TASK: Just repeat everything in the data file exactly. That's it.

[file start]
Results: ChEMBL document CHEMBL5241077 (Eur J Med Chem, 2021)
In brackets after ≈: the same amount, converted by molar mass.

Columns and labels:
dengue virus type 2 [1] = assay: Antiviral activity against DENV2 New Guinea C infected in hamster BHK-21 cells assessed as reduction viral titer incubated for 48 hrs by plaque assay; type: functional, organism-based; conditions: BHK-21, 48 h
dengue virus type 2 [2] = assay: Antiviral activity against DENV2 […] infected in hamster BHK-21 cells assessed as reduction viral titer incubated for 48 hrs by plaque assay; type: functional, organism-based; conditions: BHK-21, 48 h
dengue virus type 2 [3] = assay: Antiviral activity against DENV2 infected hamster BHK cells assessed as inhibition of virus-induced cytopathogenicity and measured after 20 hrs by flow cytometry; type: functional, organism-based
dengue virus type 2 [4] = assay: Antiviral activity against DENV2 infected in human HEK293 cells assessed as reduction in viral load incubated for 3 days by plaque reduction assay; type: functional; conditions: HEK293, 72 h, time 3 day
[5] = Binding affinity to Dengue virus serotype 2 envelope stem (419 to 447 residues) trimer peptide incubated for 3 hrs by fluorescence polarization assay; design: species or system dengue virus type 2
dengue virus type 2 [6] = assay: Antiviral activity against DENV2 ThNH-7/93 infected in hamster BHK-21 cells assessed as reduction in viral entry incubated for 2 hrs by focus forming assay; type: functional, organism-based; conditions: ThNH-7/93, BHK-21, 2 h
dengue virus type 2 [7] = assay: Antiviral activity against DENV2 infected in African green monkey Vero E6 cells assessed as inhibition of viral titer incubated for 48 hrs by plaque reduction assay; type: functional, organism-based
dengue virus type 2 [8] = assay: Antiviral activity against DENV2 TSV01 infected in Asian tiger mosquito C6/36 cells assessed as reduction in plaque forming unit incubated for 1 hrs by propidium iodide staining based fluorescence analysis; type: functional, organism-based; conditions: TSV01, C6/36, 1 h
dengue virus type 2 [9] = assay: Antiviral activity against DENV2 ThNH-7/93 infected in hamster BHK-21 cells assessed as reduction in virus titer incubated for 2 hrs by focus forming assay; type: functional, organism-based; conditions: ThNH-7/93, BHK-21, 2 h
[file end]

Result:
Results: ChEMBL document CHEMBL5241077 (Eur J Med Chem, 2021)
In brackets after ≈: the same amount, converted by molar mass.

Columns and labels:
dengue virus type 2 [1] = assay: Antiviral activity against DENV2 New Guinea C infected in hamster BHK-21 cells assessed as reduction viral titer incubated for 48 hrs by plaque assay; type: functional, organism-based; conditions: BHK-21, 48 h
dengue virus type 2 [2] = assay: Antiviral activity against DENV2 […] infected in hamster BHK-21 cells assessed as reduction viral titer incubated for 48 hrs by plaque assay; type: functional, organism-based; conditions: BHK-21, 48 h
dengue virus type 2 [3] = assay: Antiviral activity against DENV2 infected hamster BHK cells assessed as inhibition of virus-induced cytopathogenicity and measured after 20 hrs by flow cytometry; type: functional, organism-based
dengue virus type 2 [4] = assay: Antiviral activity against DENV2 infected in human HEK293 cells assessed as reduction in viral load incubated for 3 days by plaque reduction assay; type: functional; conditions: HEK293, 72 h, time 3 day
[5] = Binding affinity to Dengue virus serotype 2 envelope stem (419 to 447 residues) trimer peptide incubated for 3 hrs by fluorescence polarization assay; design: species or system dengue virus type 2
dengue virus type 2 [6] = assay: Antiviral activity against DENV2 ThNH-7/93 infected in hamster BHK-21 cells assessed as reduction in viral entry incubated for 2 hrs by focus forming assay; type: functional, organism-based; conditions: ThNH-7/93, BHK-21, 2 h
dengue virus type 2 [7] = assay: Antiviral activity against DENV2 infected in African green monkey Vero E6 cells assessed as inhibition of viral titer incubated for 48 hrs by plaque reduction assay; type: functional, organism-based
dengue virus type 2 [8] = assay: Antiviral activity against DENV2 TSV01 infected in Asian tiger mosquito C6/36 cells assessed as reduction in plaque forming unit incubated for 1 hrs by propidium iodide staining based fluorescence analysis; type: functional, organism-based; conditions: TSV01, C6/36, 1 h
dengue virus type 2 [9] = assay: Antiviral activity against DENV2 ThNH-7/93 infected in hamster BHK-21 cells assessed as reduction in virus titer incubated for 2 hrs by focus forming assay; type: functional, organism-based; conditions: ThNH-7/93, BHK-21, 2 h